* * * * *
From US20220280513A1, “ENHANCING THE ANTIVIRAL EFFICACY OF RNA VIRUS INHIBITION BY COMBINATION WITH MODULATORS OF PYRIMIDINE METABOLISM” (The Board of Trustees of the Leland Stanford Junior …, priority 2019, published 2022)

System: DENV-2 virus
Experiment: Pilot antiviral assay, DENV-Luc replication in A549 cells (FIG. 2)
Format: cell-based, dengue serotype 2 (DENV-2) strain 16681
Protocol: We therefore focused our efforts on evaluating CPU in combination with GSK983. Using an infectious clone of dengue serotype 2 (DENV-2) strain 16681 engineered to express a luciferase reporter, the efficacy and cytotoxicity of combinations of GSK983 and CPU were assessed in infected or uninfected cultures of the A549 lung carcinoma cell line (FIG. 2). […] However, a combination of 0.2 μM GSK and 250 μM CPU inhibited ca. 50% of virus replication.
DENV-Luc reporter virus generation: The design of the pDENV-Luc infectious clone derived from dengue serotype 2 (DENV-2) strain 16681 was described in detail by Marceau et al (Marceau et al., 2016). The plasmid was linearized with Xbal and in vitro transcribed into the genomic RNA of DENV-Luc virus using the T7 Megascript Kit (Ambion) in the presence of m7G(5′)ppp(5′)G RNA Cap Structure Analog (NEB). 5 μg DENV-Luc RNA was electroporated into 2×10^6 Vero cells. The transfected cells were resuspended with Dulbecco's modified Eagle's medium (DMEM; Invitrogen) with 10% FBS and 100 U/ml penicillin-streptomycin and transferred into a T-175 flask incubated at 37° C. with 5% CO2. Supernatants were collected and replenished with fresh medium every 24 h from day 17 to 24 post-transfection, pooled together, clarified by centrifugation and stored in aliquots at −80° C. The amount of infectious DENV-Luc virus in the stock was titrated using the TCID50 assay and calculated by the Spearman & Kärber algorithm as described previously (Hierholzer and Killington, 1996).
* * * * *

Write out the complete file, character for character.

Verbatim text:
From US20220280513A1, “ENHANCING THE ANTIVIRAL EFFICACY OF RNA VIRUS INHIBITION BY COMBINATION WITH MODULATORS OF PYRIMIDINE METABOLISM” (The Board of Trustees of the Leland Stanford Junior …, priority 2019, published 2022)

System: DENV-2 virus
Experiment: Pilot antiviral assay, DENV-Luc replication in A549 cells (FIG. 2)
Format: cell-based, dengue serotype 2 (DENV-2) strain 16681
Protocol: We therefore focused our efforts on evaluating CPU in combination with GSK983. Using an infectious clone of dengue serotype 2 (DENV-2) strain 16681 engineered to express a luciferase reporter, the efficacy and cytotoxicity of combinations of GSK983 and CPU were assessed in infected or uninfected cultures of the A549 lung carcinoma cell line (FIG. 2). […] However, a combination of 0.2 μM GSK and 250 μM CPU inhibited ca. 50% of virus replication.
DENV-Luc reporter virus generation: The design of the pDENV-Luc infectious clone derived from dengue serotype 2 (DENV-2) strain 16681 was described in detail by Marceau et al (Marceau et al., 2016). The plasmid was linearized with Xbal and in vitro transcribed into the genomic RNA of DENV-Luc virus using the T7 Megascript Kit (Ambion) in the presence of m7G(5′)ppp(5′)G RNA Cap Structure Analog (NEB). 5 μg DENV-Luc RNA was electroporated into 2×10^6 Vero cells. The transfected cells were resuspended with Dulbecco's modified Eagle's medium (DMEM; Invitrogen) with 10% FBS and 100 U/ml penicillin-streptomycin and transferred into a T-175 flask incubated at 37° C. with 5% CO2. Supernatants were collected and replenished with fresh medium every 24 h from day 17 to 24 post-transfection, pooled together, clarified by centrifugation and stored in aliquots at −80° C. The amount of infectious DENV-Luc virus in the stock was titrated using the TCID50 assay and calculated by the Spearman & Kärber algorithm as described previously (Hierholzer and Killington, 1996).